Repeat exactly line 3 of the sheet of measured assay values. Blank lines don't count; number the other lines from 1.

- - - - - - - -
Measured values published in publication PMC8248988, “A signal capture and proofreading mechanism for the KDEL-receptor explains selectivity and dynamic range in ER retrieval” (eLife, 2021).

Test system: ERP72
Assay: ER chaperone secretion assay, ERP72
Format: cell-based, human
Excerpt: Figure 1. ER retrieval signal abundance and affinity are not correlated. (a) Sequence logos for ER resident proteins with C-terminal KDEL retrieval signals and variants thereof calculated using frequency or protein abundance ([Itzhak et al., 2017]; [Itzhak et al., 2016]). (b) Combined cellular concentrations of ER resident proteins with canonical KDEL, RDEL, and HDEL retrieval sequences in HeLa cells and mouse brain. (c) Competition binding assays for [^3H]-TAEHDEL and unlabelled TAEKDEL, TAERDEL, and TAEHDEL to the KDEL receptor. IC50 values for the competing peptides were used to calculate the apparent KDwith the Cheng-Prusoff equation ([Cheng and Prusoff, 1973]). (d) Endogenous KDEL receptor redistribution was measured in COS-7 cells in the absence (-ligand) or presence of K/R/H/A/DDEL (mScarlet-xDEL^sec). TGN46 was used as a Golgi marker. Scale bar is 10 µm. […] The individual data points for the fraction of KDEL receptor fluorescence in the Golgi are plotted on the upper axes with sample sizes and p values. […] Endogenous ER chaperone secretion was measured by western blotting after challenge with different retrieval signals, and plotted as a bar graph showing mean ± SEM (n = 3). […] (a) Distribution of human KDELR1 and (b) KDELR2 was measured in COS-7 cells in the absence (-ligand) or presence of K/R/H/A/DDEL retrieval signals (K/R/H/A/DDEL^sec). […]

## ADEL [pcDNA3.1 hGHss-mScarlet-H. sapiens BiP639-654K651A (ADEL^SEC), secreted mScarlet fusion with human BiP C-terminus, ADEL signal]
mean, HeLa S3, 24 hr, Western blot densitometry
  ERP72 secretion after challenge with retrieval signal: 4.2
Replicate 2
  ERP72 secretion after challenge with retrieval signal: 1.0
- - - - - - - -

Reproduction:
Assay: ER chaperone secretion assay, ERP72